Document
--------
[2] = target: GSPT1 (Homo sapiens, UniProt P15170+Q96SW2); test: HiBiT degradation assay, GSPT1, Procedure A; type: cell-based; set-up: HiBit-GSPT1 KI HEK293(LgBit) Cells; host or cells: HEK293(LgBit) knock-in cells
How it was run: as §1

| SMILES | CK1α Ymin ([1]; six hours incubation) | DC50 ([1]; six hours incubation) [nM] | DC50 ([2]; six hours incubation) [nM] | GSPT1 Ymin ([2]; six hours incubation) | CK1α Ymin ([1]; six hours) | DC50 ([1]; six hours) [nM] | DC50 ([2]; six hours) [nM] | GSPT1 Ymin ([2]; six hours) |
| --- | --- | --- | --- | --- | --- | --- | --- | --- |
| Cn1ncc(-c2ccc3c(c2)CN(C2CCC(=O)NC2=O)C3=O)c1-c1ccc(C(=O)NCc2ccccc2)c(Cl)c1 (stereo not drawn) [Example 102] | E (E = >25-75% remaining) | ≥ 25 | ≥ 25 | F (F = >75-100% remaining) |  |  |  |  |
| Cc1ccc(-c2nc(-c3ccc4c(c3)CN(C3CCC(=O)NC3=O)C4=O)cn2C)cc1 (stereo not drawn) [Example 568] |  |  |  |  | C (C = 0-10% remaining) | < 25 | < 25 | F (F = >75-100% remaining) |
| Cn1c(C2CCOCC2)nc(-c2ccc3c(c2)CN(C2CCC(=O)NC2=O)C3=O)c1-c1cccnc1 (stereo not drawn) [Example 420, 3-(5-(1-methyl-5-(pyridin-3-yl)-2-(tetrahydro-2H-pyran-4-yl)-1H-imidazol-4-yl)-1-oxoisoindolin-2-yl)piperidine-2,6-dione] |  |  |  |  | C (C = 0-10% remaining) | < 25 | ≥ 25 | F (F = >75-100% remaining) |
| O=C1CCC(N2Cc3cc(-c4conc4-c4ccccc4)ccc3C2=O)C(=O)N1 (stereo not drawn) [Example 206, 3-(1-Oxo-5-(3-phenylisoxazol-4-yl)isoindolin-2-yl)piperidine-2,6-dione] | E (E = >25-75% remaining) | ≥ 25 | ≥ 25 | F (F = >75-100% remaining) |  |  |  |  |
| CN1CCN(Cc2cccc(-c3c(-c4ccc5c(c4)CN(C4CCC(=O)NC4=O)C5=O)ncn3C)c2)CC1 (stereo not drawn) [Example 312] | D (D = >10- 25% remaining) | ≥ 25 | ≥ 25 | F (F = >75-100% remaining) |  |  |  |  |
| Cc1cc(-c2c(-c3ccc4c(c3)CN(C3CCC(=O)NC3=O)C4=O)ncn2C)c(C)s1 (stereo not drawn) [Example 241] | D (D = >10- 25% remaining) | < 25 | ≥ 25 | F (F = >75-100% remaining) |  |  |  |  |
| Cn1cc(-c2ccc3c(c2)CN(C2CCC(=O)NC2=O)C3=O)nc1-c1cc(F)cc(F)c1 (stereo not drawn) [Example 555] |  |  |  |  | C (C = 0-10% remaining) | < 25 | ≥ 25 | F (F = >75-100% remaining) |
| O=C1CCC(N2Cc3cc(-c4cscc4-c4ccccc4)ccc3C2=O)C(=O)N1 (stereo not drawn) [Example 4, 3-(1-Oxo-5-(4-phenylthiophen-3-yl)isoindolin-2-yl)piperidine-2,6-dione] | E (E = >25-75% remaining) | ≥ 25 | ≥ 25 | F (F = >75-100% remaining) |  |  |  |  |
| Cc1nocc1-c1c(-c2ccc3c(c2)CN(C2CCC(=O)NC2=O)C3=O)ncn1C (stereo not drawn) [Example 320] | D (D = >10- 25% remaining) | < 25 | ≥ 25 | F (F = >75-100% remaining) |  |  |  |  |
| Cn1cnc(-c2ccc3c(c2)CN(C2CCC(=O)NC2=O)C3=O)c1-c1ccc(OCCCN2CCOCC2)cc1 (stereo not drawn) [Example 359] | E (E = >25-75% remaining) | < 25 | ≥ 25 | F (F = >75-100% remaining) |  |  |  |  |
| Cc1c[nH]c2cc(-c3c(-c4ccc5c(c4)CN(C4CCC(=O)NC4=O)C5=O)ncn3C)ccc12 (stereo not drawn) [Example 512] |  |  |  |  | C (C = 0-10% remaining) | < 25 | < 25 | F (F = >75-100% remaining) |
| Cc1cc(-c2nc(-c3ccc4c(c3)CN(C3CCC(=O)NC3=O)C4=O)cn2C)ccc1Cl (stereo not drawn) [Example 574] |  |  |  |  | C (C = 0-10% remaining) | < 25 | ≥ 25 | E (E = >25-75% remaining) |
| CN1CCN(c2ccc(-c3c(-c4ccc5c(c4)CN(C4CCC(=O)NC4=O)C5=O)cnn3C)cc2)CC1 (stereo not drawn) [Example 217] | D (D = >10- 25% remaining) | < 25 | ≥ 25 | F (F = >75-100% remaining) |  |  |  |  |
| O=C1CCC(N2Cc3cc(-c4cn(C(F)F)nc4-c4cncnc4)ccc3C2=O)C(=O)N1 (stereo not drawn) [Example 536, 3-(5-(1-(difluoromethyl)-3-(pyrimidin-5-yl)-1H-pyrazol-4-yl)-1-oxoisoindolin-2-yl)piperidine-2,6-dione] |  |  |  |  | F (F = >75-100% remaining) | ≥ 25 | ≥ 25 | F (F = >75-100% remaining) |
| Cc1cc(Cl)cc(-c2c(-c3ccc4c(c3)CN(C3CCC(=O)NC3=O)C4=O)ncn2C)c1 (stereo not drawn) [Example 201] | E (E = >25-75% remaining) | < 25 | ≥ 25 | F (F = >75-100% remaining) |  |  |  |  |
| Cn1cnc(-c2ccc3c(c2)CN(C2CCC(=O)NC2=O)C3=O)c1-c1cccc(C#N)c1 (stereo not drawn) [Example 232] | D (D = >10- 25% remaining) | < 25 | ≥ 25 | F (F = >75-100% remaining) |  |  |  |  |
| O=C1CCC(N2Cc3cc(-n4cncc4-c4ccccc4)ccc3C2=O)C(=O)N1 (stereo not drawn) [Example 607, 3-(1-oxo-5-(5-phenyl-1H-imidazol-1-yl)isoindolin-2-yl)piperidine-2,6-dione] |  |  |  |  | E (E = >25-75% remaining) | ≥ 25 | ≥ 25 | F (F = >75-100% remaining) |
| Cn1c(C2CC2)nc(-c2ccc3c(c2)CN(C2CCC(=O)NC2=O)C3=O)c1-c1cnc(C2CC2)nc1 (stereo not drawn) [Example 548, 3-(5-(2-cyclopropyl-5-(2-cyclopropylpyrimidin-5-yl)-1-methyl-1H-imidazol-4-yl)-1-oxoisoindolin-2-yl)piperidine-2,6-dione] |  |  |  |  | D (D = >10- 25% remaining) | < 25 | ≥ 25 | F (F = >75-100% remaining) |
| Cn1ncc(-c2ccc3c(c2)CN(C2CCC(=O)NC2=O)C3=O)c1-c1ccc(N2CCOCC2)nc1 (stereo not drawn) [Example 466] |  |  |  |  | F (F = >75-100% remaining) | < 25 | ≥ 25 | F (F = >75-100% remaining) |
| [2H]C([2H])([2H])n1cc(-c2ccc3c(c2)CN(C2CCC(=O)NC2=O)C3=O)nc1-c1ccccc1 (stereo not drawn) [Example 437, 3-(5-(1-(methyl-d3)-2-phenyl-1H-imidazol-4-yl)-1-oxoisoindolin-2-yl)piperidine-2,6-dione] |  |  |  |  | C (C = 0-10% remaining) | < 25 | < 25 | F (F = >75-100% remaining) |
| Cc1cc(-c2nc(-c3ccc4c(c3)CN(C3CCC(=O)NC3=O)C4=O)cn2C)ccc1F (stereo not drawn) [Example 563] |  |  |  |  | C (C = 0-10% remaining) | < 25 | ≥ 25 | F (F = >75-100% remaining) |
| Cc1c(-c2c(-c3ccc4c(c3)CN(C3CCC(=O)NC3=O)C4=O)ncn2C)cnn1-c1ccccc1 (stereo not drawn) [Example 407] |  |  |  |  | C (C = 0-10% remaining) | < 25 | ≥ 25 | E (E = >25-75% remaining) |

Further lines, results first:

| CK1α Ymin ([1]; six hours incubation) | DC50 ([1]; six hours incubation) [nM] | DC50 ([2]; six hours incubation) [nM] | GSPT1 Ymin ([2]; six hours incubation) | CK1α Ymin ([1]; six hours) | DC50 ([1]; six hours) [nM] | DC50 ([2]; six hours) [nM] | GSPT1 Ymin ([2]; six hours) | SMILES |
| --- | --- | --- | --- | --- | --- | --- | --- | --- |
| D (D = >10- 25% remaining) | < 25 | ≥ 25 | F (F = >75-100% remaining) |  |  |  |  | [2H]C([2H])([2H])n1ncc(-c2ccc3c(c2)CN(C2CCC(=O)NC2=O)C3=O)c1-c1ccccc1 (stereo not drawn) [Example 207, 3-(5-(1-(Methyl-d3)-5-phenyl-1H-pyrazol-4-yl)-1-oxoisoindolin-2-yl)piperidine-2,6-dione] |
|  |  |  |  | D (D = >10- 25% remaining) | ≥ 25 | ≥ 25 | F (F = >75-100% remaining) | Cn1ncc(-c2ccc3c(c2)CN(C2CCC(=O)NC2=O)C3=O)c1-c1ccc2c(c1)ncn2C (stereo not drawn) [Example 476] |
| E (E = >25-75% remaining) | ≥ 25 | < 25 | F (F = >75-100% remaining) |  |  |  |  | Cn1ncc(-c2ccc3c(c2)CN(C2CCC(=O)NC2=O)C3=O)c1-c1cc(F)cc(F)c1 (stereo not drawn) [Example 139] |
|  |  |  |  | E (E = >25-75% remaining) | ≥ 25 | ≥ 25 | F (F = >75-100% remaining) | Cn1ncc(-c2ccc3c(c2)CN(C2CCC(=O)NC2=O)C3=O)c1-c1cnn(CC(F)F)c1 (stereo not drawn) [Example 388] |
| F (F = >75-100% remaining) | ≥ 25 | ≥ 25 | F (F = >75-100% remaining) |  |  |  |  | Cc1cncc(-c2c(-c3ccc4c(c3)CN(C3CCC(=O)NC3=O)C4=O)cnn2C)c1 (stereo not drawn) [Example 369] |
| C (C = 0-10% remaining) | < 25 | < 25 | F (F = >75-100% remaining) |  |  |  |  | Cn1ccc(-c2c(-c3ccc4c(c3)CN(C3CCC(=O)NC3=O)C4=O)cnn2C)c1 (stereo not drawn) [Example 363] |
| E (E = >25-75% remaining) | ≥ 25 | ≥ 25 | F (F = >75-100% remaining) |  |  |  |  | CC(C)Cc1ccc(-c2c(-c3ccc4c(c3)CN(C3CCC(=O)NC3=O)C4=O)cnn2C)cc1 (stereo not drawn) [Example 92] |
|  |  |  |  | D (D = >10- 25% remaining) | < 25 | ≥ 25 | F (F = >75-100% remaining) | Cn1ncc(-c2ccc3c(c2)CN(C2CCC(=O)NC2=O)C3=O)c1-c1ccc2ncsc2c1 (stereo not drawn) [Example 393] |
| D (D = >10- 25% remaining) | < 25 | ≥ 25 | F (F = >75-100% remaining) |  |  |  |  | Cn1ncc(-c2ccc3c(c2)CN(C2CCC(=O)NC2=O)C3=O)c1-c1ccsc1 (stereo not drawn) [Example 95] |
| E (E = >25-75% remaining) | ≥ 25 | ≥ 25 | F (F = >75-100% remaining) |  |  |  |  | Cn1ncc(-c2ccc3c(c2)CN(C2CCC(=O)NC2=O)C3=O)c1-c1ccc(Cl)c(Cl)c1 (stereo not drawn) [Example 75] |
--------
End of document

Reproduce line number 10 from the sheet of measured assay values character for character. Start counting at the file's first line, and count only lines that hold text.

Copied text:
| Cc1cc(-c2c(-c3ccc4c(c3)CN(C3CCC(=O)NC3=O)C4=O)ncn2C)c(C)s1 (stereo not drawn) [Example 241] | D (D = >10- 25% remaining) | < 25 | ≥ 25 | F (F = >75-100% remaining) |  |  |  |  |